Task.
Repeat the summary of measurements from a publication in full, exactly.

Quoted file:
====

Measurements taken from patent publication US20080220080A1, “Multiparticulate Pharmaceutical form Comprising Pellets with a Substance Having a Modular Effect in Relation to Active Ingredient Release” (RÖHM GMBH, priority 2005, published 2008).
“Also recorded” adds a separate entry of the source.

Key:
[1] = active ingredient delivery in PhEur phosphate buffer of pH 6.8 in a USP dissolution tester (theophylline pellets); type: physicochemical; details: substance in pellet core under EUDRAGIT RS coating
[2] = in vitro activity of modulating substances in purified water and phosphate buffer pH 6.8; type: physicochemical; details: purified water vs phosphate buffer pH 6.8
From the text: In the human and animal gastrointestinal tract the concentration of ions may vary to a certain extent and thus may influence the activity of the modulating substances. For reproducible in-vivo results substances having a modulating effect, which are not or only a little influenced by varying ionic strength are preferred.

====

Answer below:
Measurements taken from patent publication US20080220080A1, “Multiparticulate Pharmaceutical form Comprising Pellets with a Substance Having a Modular Effect in Relation to Active Ingredient Release” (RÖHM GMBH, priority 2005, published 2008).
“Also recorded” adds a separate entry of the source.

Key:
[1] = active ingredient delivery in PhEur phosphate buffer of pH 6.8 in a USP dissolution tester (theophylline pellets); type: physicochemical; details: substance in pellet core under EUDRAGIT RS coating
[2] = in vitro activity of modulating substances in purified water and phosphate buffer pH 6.8; type: physicochemical; details: purified water vs phosphate buffer pH 6.8
From the text: In the human and animal gastrointestinal tract the concentration of ions may vary to a certain extent and thus may influence the activity of the modulating substances. For reproducible in-vivo results substances having a modulating effect, which are not or only a little influenced by varying ionic strength are preferred.